Errett Amongst the Champions

Errett Amongst the Champions
by Cassidy Kelley


   Dating all the way back to the ancient Greeks and the first ever Olympics, wrestling has always been a prominent sport all over the world.
   In the Summer 2012 Olympic Games, Mooresville High School’s very own Mr. Zachary Errett had the honor of being an official for the wrestling portion of the games. Arriving on the same day as opening ceremonies in London, Errett had to report to his hotel where he received his instructions for being an official in the Games.
   Rules are extremely different between high school, college, and professional wrestling, but the excitement and exhilaration stay the same.
   “It’s the biggest sporting event in the world,” Errett said. “Being able to be a part of that experience was very rewarding.”
  For the past ten going on eleven years, Errett has been MHS’s ICP teacher and the boys’ wrestling coach. He first got his license to be a wrestling official when he was in middle school. By the time he was 19, he became an official at the international level.
   Recently, Errett excelled to the Olympic Category. From then on he had to attend two-to-three major tournaments per year. The big events that he attended were the European, World, Junior World, and Pan American Championships. Then, at the end of each year, he would be evaluated to assess his progress. 
   On his travels, he tries to bring something back from his experiences to share with his students. For his students who wrestle, he says that since he has seen the best in action, he wants to adapt their techniques to the high school level. He also wants to be able to prepare his students for going over into another country.
   “People always say that America isn’t good, but compared to other countries that I’ve visited where food is scarce and water is dirty, America is not all that bad,” Errett said about his travels. “We’re lucky.”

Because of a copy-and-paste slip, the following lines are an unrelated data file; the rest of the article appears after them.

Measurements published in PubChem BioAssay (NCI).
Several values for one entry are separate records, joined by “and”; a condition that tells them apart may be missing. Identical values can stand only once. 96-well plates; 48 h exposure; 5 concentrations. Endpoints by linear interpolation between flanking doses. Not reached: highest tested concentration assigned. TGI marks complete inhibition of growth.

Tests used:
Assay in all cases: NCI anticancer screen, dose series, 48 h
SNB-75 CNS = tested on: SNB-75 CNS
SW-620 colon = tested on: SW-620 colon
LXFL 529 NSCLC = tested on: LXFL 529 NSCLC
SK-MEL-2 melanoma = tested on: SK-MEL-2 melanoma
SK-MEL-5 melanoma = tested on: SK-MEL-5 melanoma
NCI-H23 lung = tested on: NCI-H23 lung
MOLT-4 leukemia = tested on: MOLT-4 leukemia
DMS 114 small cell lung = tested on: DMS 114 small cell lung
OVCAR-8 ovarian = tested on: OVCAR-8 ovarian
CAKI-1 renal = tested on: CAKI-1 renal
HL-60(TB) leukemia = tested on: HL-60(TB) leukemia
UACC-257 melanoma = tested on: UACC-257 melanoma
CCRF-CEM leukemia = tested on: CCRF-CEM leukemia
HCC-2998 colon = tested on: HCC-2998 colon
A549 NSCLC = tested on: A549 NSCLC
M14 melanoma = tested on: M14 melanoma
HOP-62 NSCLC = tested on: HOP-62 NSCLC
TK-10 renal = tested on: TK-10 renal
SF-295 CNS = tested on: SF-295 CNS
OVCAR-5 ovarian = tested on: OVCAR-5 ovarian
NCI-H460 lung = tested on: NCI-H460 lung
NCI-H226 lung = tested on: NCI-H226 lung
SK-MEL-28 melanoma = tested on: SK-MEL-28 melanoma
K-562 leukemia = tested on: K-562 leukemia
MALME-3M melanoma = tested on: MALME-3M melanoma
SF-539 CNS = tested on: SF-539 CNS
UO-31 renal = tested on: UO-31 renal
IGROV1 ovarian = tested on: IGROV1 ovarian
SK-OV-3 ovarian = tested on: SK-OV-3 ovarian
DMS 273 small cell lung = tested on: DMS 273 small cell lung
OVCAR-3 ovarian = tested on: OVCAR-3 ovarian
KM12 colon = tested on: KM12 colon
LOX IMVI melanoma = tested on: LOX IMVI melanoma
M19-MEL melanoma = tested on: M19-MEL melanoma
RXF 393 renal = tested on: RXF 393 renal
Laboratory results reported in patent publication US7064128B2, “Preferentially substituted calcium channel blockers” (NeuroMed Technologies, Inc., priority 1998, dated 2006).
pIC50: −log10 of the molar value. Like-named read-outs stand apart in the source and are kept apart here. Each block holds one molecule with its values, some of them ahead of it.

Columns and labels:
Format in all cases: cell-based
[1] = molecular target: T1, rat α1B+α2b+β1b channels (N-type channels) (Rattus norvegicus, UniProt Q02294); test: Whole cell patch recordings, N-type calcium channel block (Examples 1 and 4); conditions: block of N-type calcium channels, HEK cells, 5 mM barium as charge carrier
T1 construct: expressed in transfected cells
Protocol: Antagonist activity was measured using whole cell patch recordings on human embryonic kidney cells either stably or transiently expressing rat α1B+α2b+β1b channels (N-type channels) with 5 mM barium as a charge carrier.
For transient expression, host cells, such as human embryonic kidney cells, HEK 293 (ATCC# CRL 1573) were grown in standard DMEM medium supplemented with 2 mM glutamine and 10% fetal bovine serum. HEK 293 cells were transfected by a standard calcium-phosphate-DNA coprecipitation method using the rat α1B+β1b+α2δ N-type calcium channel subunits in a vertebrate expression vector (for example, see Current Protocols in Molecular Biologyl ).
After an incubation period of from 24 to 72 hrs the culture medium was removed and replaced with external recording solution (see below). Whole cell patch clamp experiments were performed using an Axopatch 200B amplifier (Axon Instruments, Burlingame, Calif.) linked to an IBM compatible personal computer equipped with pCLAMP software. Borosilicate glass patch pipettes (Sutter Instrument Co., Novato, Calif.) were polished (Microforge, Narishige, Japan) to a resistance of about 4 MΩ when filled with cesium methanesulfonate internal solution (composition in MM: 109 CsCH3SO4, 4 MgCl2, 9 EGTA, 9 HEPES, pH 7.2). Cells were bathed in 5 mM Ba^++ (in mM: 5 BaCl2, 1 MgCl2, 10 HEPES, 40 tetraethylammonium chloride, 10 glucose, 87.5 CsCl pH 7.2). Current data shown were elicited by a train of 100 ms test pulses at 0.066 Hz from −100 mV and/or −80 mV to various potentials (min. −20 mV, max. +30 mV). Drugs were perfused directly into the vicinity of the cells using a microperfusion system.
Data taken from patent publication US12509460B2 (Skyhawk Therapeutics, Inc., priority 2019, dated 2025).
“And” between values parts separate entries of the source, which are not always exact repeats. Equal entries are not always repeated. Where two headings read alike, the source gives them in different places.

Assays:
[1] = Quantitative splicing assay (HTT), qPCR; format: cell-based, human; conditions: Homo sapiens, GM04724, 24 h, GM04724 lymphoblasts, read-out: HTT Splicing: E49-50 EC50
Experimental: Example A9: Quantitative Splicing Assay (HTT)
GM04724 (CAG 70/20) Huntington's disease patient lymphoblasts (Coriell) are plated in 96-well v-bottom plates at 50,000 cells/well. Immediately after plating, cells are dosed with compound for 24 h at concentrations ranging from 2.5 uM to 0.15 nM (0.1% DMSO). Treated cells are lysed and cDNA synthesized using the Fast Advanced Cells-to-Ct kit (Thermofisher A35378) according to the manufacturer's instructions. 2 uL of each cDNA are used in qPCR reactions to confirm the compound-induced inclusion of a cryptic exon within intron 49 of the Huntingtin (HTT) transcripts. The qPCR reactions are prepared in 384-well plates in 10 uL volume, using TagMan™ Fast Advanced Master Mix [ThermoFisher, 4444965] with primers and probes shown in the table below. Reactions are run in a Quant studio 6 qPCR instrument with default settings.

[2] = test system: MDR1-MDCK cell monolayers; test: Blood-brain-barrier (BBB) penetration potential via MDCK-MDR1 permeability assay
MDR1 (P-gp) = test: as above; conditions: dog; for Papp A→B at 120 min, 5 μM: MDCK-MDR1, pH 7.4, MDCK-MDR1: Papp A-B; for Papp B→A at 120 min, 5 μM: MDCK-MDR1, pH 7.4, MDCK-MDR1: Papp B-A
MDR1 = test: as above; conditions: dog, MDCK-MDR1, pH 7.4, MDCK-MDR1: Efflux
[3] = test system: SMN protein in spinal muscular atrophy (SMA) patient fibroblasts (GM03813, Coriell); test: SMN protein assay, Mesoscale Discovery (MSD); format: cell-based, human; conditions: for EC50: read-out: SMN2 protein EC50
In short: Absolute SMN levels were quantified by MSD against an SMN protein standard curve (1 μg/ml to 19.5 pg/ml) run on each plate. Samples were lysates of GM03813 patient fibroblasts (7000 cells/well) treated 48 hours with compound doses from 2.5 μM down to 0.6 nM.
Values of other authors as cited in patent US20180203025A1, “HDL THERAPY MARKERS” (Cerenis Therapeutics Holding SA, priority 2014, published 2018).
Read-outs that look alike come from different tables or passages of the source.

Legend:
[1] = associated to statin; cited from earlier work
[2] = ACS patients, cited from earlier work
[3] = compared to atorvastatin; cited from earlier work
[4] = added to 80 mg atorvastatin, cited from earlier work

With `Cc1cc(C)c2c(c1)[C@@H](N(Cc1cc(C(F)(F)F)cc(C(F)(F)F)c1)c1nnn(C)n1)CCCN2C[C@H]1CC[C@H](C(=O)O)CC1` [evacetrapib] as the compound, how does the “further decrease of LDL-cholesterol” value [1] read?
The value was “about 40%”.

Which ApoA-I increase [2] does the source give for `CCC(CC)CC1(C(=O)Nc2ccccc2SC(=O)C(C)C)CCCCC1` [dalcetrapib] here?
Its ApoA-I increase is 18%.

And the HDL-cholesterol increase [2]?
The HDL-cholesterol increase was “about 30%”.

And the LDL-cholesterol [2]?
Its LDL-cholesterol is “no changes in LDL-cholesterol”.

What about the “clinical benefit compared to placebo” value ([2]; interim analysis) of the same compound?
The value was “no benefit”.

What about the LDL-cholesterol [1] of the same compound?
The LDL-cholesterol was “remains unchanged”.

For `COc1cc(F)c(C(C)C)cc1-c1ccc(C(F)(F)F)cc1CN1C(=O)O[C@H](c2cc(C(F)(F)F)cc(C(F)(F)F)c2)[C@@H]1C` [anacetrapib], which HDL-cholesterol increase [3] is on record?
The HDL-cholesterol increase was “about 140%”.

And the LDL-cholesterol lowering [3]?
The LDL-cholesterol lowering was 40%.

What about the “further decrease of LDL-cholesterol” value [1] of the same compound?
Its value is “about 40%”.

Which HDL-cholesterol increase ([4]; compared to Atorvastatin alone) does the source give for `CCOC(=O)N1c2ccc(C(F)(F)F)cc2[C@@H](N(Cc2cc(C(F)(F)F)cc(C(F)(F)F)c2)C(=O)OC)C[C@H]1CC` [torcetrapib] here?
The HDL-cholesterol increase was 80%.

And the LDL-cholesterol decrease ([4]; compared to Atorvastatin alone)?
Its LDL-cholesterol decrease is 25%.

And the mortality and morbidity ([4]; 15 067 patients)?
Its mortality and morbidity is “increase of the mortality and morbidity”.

Junior Trace Rooks, who’s been on the wrestling team since his freshman year, was there with senior Brent McCreary and Coach Errett when a news channel came to interview him on his achievements.
   “I thought it was pretty cool,” Rooks said when first found out his coach was going to be an Olympic official. “He’s really dedicated to what he does.”
   Brent McCreary, a senior at MHS, has been Mr. Errett’s teacher’s assistant since his sophomore year, but has known him since he was in third grade when Errett had started a summer wrestling camp. When he learned of his coach’s accomplishment, he wasn’t at all surprised.
   “He had set his mind to it and I knew he would accomplish it,” McCreary said. “But I was very proud and couldn’t wait to congratulate him.”
   Over the years, Errett has seen all kinds of wrestling fans, but nothing compares to the experience he got in London. Many different countries had an abundance of enthusiasts, all cheering and screaming with horns blasting in each other’s ears. For Iran, whose number one sport is wrestling, the noise was deafening.
   “All these people respect wrestling,” Errett said. “Even though we don’t have very good relations between our two countries, we can still come together to participate in such a huge event.”
   His three week long journey finally ended on August 13th, when he returned home. To his students, his dedication, commitment, and organization are to be admired.
   “He’s a great role model,” Rooks said.

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